Immunological mechanisms as pathologic processes

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The assumption is generally made that the immune response is protective. To appreciate the concept of immunologic mechanisms as pathologic processes, the paradigm of the immune system as a beneficial event has to be shifted completely.

There are some situations where the actual lesion is a relatively localized interaction between cell-cell and cell-organism. Perhaps the classic example is that of the most commonly recognized form of Mycobacterium tuberculosis infection, where a relatively minute area with only one or two bacilli is identifiable in the tissue lesions. However, it is the tissue response to these localized interactions that is so extensive and is what is in fact recognized as the disease. To continue the example: the extensive granuloma formation is itself what is destructive and spreading into surrounding tissues, and it is this reaction that is recognized as the immunopathology.

In these instances, where the disease itself can be regarded as immunopathologic, the initiating agent may no longer be identified, but nonetheless the ongoing processes are frequently destructive and may be life-threatening. Perhaps the hallmark of such processes is in fact that they readily become self-perpetuating, i.e. the immunologic cascade has been initiated and continues to generate further tissue damage way beyond the original insult.

Immunopathology in this context is thus very closely linked to the classic four patterns of tissue injury (hypersensitivity reactions) that have been described in the literature. Like these four reactions, there are often extrinsic antigens which cause the disease process, but autologous antigens often play either a primary or perpetuating role.

Although type I anaphylactic reactions have their own distinctive features, they are rapidly developing immunologic reactions which occur in minutes and long-standing changes such as tissue destruction are usually not a feature. These are the forms of tissue injury where IgE synthesis is the key component, and the immunopathologic process is recognized when there is perpetuation of the process with basophils and mast cells predominating.

In many cytotoxic reactions, such as transfusion and hemolysis, the clinical emphasis is usually placed upon the circulating components, but the immunopathologic event itself is the synthesis of antibody which destroys a self component present on the surface of the target cell. This component may be either autologous or extrinsic, such as when drugs are coupled to red cells. The immunologic events which follow include complement activation and target cell lysis.

Variants of the cytotoxic form of immunopathology include where the antibody is against a receptor, blocking ligand-receptor interaction. This may have the same consequences as lysis of target (i.e.

nonfunction), even though the receptor-bearing cell remains alive. Perhaps the best characterized example of this type of immunopathologic event is the synthesis of antibodies to the acetylcholine receptor, which is the cause of impaired neuromuscular transmission and hence muscle weakness in myasthenia gravis.

The other well-established variant is when antibodies are directed against connective tissue components such as basement membrane. The disease which is perhaps the best-known example of an immunopathologic process, where the primary injury is not known but the mcchanism is immunologically mediated, is Goodpasture's syndrome. Antibasement membrane antibodies bind directly and block function to give linear glomerular deposits and also involve the alveolar wall interface with lung capillaries. That the lesion is immunopathologic has been confirmed by remission induction using plasmapheresis.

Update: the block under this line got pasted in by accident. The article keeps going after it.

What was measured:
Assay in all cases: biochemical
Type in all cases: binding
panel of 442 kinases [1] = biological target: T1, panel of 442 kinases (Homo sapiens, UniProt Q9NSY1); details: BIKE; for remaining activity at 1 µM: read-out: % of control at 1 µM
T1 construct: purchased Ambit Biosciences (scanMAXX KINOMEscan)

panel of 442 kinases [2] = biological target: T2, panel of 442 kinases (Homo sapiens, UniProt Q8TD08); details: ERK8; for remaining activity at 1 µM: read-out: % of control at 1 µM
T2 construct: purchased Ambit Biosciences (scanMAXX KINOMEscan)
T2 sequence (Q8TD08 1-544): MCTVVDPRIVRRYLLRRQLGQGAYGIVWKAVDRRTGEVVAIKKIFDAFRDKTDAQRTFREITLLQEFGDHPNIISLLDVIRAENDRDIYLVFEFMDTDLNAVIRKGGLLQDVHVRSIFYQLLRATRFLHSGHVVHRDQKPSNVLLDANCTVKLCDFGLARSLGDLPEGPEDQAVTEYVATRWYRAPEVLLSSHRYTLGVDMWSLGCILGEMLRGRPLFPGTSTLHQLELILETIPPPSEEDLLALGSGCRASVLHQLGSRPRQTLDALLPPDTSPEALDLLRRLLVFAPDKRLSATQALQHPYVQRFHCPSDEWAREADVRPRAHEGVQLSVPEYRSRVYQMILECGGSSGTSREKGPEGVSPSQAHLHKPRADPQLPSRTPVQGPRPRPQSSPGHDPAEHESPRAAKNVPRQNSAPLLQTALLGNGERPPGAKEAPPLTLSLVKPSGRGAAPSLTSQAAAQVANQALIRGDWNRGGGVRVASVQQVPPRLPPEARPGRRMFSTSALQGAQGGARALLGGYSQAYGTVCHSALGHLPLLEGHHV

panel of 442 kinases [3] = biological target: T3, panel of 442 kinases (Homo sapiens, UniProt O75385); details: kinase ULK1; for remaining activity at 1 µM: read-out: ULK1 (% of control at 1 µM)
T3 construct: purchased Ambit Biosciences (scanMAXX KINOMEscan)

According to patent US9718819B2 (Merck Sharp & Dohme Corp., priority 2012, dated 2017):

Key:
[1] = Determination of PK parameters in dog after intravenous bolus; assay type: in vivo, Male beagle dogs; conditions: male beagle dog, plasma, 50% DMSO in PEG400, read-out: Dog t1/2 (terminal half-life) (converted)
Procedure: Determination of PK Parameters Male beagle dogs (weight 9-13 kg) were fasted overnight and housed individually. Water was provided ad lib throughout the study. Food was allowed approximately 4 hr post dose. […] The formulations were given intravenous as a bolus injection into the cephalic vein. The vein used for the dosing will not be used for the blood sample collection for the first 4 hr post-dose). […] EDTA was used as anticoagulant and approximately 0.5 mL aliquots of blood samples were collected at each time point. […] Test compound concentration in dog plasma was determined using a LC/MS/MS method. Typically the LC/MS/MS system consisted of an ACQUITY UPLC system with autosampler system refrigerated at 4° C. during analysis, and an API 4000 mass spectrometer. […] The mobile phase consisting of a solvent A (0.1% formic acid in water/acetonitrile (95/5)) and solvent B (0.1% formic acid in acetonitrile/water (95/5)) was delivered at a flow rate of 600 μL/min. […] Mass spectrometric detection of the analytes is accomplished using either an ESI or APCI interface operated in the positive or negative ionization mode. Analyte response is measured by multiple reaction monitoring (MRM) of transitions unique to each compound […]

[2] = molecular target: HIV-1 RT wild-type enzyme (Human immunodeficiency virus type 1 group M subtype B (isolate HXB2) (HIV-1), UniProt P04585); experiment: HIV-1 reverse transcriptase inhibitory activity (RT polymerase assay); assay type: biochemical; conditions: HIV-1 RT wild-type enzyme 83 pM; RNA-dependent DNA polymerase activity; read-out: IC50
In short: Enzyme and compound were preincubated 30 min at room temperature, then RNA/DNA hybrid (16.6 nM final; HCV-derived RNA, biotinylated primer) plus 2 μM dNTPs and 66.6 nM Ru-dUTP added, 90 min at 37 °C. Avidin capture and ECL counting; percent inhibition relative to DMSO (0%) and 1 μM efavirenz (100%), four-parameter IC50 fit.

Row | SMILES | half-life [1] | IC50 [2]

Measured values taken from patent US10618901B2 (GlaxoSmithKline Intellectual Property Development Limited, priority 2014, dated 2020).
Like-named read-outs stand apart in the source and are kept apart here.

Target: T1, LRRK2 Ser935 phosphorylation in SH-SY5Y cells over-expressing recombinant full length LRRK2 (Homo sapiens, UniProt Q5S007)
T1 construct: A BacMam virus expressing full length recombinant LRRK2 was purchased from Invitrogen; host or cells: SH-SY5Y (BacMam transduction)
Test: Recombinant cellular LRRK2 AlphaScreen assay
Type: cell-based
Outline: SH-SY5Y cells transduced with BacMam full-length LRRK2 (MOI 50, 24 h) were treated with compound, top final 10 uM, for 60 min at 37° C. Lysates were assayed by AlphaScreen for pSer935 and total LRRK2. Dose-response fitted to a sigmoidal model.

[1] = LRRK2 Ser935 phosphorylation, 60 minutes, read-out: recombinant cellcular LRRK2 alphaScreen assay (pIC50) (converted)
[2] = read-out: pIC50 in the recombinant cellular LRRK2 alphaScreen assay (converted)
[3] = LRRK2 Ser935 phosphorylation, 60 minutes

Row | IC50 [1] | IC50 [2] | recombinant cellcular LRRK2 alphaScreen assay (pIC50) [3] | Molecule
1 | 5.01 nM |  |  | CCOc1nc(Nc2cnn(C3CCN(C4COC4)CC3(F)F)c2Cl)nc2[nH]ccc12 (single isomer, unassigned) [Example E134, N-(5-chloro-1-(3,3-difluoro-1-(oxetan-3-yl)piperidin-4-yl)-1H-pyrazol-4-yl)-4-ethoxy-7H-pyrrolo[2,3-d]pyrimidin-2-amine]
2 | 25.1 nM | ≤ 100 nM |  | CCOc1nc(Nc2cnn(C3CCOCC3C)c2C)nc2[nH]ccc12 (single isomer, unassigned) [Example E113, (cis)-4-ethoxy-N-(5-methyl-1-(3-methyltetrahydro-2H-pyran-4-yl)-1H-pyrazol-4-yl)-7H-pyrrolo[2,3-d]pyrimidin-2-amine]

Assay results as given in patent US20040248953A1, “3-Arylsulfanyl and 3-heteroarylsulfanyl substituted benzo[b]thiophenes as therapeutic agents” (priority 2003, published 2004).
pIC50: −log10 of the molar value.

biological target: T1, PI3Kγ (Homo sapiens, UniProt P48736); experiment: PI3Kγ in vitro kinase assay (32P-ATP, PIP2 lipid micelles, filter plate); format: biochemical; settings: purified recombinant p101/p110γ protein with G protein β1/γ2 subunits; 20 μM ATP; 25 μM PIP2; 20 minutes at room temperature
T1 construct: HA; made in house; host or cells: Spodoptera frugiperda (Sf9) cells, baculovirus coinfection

Immune complex formation leads to several different types of immunopathology. At a basic level, the question is really not why immune complexes constitute such an important component in immunopathologic processes, but rather what are the factors that make these particular immune complex patterns pathologic, whereas most immune complex formation is by definition a successful form of host defense.

Immune complex formation can be localized in an Arthus reaction) or systemic. The tissue hallmark is commonly a vasculitis, and this vasculitis may occur in many different sites: arthritis, endocarditis, glomerulonephritis and alveolitis are all possible. The nature of the complex varies, depending on whether the antigen is endogenous or exogenous, and on whether the immunopathologic event is the formation of a complex per se, as in lupus erythematosus, or of a complex of antigen, antibody and antiantibody, as seen in rheumatoid arthritis.

The immunopathogenetic mechanism in immune complex disease starts as an acute local inflammatory reaction in response to the presence of the complex, but the key event is probably complement activation and fixation. Serum complement levels fall due to 'consumption' by complexes and neutrophils are attracted to the site. The natural history of the disease varies, but is again commonly persistent and chronic.

The granulomatous form of immunopathology has already been mentioned. These cell-mediated events are often a reflection of a classic delayed-type hypersensitivity and are the most obvious example of how a response can itself become the disease. Leprosy, with destructive paucibacillary disease, may be even more dramatic than tuberculosis, with nerve damage due to the aggressive nature of the immunopatho-logy. There is a cascade effect in which lymphocytes play a role. Necrosis occurs as a frequent concomitant of granulomas, and is a key immunopathologic change, since by definition it is a destructive rather than reparative event.

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